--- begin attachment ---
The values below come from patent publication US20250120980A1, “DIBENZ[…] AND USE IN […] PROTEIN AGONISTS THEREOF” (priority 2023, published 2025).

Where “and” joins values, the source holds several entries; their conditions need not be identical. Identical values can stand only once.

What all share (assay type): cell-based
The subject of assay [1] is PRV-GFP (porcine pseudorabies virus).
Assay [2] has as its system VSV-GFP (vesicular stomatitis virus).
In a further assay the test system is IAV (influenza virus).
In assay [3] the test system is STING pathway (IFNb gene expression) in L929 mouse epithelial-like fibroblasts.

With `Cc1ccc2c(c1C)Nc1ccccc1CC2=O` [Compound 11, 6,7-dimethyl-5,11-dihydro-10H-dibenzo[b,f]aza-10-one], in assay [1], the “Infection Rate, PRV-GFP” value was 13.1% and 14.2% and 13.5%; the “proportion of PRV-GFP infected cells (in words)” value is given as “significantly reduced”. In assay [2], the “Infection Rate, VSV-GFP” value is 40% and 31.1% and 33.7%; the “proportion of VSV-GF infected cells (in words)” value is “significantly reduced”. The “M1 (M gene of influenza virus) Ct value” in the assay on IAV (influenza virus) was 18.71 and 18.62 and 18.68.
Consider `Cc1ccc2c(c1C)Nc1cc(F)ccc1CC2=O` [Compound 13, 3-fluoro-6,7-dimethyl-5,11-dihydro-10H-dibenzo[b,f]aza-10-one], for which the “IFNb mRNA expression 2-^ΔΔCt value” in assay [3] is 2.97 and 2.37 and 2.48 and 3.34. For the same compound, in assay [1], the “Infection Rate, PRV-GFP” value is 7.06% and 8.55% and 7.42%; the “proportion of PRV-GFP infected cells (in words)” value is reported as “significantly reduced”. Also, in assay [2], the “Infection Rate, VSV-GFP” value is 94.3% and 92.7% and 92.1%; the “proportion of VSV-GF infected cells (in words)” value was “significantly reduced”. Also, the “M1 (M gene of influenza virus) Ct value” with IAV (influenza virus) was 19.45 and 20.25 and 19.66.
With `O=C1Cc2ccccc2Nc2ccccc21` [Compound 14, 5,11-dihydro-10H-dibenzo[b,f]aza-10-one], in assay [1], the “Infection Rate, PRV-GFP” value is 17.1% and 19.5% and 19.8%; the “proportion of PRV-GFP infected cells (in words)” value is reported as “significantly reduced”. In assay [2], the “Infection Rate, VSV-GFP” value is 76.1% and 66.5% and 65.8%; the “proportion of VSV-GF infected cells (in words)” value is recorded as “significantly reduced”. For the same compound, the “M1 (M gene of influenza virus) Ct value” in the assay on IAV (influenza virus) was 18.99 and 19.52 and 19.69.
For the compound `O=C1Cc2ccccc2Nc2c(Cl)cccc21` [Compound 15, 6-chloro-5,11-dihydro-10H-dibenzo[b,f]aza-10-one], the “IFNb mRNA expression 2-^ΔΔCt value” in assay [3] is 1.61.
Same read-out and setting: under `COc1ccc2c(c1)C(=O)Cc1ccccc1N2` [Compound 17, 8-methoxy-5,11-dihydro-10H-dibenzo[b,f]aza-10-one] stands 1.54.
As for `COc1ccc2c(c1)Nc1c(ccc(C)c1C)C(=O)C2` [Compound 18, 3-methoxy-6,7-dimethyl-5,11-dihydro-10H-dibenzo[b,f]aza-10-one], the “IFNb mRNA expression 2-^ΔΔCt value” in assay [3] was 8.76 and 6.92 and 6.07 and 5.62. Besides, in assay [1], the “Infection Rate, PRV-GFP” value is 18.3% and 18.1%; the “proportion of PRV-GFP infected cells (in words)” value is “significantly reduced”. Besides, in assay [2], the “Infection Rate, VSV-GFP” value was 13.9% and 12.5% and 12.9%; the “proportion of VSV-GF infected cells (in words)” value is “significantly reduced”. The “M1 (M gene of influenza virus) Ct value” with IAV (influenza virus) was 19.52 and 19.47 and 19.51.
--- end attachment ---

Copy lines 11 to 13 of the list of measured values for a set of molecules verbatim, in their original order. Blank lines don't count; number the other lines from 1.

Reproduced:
For the compound `O=C1Cc2ccccc2Nc2c(Cl)cccc21` [Compound 15, 6-chloro-5,11-dihydro-10H-dibenzo[b,f]aza-10-one], the “IFNb mRNA expression 2-^ΔΔCt value” in assay [3] is 1.61.
Same read-out and setting: under `COc1ccc2c(c1)C(=O)Cc1ccccc1N2` [Compound 17, 8-methoxy-5,11-dihydro-10H-dibenzo[b,f]aza-10-one] stands 1.54.
As for `COc1ccc2c(c1)Nc1c(ccc(C)c1C)C(=O)C2` [Compound 18, 3-methoxy-6,7-dimethyl-5,11-dihydro-10H-dibenzo[b,f]aza-10-one], the “IFNb mRNA expression 2-^ΔΔCt value” in assay [3] was 8.76 and 6.92 and 6.07 and 5.62. Besides, in assay [1], the “Infection Rate, PRV-GFP” value is 18.3% and 18.1%; the “proportion of PRV-GFP infected cells (in words)” value is “significantly reduced”. Besides, in assay [2], the “Infection Rate, VSV-GFP” value was 13.9% and 12.5% and 12.9%; the “proportion of VSV-GF infected cells (in words)” value is “significantly reduced”. The “M1 (M gene of influenza virus) Ct value” with IAV (influenza virus) was 19.52 and 19.47 and 19.51.